ALBANY, NY — The “Sweat Shop Workers Speak Out Tour,” which includes Honduran and Haitian garment workers, is traveling throughout New York State to highlight the deadly working conditions of the garment industry whose participants work at factories owned and contracted by Gildan Activewear, supplier of New York State Police shirts.
The statewide sponsors of the “Sweat Shop Workers Speak Out Tour” and the “Sweat-Free New York Campaign” include Labor-Religion Coalition of New York State, New York State United Teachers, International Labor Rights Forum & Sweatfree Communities, and United Students Against Sweatshops.
Susan DuBois, representing the Solidary Committee of the Capital District, called on Gov. Andrew M. Cuomo to “insure New York State Agencies do not buy garments from factories with conditions that lead to the Triangle shirt waste factory fire 102 years ago. As companies compete in a global race to the bottom, jobs disappear from New York and working conditions here are threatened.”
Sara Niccoli, Executive Director of the Labor-Religion Coalition of New York State, which coordinates the Sweat-Free New York Campaign, said, the State of New York spends roughly $43 million on apparel in sweatshops overseas. “Administrative action requiring responsible vendors do not use child and slave labor in the supply chain because it is an easy lift with potential for a huge impact.”
Sharon Carloni, a NYSUT retiree, has seen firsthand the conditions of the sweatshop factories on the U.S./Mexico border. “The laborers work with hazardous chemicals, have impossible per-piece quotas, receive less than a living wage, and have no protection should they become ill or injured on the job," she said.
Representatives from Gilden Activewear did not respond to requests for comment.
“Azzedine has been one of the biggest influences in my life. He has always been such a strong, loving, fatherly figure to me. I call him Papa. His designs are indescribably unique, they are pieces of art. He knew how to make the female form look its loveliest. I have so many memories of him; my favorite might be during my first show with him in Paris. He liked me and he wanted to help me get more work. He called all his friends at Kenzo and Comme des Garcons, and asked them to book me. They said, ‘But she can’t walk!’ And he said, ‘but she has such a great ass!' His friendship and support has been the great privilege of my career. I can't imagine life without him. Repose en paix mon Papa.” - @stephanieseymour tells @wwd. #wwdfashion (📷: @steveeichner) #alaia #azzedinealaia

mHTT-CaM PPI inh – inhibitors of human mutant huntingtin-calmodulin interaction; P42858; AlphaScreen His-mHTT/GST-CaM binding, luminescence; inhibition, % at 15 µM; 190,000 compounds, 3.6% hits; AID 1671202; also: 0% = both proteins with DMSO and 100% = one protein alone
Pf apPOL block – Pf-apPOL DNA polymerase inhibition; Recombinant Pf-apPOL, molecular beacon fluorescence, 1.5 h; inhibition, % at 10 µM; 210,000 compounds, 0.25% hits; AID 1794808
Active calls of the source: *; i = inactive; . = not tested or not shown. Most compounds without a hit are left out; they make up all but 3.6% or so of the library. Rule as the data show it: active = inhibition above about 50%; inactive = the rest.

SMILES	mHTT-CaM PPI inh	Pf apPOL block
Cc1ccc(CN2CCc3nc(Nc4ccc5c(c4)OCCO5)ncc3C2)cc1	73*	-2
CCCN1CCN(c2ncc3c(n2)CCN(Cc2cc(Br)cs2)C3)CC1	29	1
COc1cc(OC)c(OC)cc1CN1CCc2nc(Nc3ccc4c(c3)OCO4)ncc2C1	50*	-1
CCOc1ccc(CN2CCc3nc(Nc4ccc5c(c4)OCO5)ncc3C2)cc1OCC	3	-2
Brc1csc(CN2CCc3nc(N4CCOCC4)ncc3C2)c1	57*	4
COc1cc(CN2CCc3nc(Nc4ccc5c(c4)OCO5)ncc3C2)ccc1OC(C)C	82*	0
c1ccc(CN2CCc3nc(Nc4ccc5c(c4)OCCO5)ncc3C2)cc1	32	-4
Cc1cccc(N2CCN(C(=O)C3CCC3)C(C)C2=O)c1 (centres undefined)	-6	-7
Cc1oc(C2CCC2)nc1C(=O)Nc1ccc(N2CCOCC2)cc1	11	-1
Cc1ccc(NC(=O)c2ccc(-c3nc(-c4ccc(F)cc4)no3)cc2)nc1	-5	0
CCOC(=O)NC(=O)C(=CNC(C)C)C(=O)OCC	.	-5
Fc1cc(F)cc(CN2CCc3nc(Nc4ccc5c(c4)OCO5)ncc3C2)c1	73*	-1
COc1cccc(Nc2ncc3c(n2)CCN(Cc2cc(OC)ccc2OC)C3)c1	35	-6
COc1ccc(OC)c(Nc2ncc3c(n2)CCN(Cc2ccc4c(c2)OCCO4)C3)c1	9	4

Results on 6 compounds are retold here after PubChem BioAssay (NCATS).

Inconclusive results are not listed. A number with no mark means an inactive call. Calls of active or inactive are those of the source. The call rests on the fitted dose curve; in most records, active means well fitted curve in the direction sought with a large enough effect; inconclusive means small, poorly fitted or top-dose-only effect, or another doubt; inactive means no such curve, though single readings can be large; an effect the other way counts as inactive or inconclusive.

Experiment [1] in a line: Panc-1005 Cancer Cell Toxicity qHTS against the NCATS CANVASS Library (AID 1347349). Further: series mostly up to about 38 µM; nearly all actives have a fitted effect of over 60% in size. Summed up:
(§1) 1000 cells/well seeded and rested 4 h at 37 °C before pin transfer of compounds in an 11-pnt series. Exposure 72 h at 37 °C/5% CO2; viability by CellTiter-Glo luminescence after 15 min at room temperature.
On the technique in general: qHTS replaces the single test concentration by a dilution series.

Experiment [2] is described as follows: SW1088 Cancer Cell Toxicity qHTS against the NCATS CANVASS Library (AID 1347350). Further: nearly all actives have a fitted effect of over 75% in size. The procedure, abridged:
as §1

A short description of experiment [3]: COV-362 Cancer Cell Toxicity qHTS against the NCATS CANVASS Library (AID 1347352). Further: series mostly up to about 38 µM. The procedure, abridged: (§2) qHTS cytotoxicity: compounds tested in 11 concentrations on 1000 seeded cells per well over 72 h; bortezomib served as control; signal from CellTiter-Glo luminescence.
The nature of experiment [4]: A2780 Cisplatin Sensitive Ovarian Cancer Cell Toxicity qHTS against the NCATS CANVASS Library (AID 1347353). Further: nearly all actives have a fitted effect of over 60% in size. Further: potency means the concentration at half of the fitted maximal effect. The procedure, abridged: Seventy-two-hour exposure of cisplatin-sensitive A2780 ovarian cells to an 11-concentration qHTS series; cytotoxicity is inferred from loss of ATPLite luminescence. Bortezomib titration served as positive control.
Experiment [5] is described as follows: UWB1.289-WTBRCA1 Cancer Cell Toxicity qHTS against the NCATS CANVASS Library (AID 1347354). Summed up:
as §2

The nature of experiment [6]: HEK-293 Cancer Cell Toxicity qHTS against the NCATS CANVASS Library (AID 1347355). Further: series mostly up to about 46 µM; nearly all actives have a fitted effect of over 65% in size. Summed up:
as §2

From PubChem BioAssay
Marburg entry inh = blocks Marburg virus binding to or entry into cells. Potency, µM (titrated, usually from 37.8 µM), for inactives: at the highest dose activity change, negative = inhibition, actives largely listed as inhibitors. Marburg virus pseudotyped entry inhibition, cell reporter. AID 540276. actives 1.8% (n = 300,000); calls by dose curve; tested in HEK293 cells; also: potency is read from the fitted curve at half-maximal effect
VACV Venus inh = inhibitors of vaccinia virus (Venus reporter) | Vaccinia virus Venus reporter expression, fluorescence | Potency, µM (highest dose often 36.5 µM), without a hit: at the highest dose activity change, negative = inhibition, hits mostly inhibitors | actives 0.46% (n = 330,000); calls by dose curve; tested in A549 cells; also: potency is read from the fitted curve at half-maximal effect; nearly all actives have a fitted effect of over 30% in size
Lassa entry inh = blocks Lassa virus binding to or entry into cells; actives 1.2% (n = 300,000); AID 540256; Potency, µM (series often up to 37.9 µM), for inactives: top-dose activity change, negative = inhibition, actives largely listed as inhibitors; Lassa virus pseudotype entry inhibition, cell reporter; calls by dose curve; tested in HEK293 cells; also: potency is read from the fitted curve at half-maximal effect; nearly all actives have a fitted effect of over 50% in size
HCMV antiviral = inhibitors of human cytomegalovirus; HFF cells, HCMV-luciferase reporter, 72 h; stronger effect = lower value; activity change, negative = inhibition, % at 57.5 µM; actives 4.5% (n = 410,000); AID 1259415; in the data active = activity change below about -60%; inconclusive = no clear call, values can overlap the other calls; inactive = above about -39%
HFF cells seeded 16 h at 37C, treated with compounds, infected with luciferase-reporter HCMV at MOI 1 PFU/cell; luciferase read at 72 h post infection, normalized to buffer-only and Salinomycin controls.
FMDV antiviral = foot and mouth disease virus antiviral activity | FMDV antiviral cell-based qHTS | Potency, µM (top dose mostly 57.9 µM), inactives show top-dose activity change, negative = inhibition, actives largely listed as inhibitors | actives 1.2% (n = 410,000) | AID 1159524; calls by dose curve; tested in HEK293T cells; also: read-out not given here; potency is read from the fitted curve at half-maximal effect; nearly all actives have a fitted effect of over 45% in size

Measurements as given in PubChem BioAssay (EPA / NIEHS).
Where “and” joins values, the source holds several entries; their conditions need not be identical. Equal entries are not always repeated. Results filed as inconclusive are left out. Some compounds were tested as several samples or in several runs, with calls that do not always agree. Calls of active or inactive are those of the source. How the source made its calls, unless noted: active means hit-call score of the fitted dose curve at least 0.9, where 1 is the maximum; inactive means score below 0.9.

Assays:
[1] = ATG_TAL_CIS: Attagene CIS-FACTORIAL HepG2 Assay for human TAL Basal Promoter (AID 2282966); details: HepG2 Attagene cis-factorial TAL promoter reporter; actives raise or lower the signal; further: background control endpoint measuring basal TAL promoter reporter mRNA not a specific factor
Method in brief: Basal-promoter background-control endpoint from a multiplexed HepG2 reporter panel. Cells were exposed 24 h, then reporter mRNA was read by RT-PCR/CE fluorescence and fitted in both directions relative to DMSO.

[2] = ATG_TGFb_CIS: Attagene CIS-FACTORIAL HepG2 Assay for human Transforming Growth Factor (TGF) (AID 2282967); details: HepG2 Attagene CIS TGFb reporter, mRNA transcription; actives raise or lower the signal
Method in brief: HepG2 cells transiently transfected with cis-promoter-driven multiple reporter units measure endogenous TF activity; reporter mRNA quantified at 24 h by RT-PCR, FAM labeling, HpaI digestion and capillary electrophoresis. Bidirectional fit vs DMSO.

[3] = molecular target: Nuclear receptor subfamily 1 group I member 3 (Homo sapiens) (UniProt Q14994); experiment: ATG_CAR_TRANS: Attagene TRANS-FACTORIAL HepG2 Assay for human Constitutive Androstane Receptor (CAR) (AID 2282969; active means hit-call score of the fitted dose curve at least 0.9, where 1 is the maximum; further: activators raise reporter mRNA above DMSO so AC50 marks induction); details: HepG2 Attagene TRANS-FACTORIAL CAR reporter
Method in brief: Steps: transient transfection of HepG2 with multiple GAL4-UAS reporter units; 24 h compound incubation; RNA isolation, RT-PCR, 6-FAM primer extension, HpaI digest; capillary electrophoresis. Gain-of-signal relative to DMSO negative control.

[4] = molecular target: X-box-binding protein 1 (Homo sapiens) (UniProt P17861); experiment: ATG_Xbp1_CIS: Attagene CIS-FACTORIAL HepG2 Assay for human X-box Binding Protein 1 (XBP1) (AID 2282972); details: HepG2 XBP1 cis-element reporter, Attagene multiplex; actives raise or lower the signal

Azzedine Alaïa, flanked by two of his closest friends, models Stephanie Seymour and Naomi Campbell.
He designed Seymour’s dress for her 1995 wedding to Peter Brant, and treated Campbell (who famously called him Papa), like a daughter. For more on the legendary designer, tap the link in bio. #wwdfashion #alaia #azzedinealaia
Azzedine Alaïa's “I-did-it-my-way” ethos stood out starkly at a time when brands are experimenting with consumer-facing fashion shows, coed formats and trans-seasonal collections – anything to perk up lackluster sales of ready-to-wear in an age of Insta-everything. “It’s not creation anymore. This becomes a purely industrial approach,” the late designer told WWD in an interview last year. “But anyway, the rhythm of collections is so stupid. It’s unsustainable. There are too many collections.” Read more about the iconic designer’s life and work on wwd.com, link in bio. #wwdfashion #azzedinealaia (📷: @WWD Archive, 1986) #alaia
Sneaker reselling app @goat’s latest exhibit, "The Greatest: New York," tells the story of New York's sneaker culture. To celebrate the exhibit, an intimate crowd gathered on Thursday night at the pop-up gallery space, located at Platform in Culver City, to hear guest speaker and illustrator @esymai talk about her own rise in streetwear and women in the business. "For me I'm just someone who is creative. I like to create things," said Chang. #wwdfashion
Azzedine Alaïa, one of the most iconic couturiers of the modern era whose body-con designs defined Eighties fashion, has died in Paris. The diminutive Tunisian-born designer, known for his structured knitted dresses with fitted waists and impeccably cut, figure-hugging second skin silhouettes was deeply admired by his peers, and counted supermodel Naomi Campbell - his adoptive daughter - among his inner circle, one of a gang of glamazons including Farida Khelfa, Carla Bruni and Stephanie Seymour who became ambassadors of his style. (📷: Alexandre Guirkinger) #wwdblast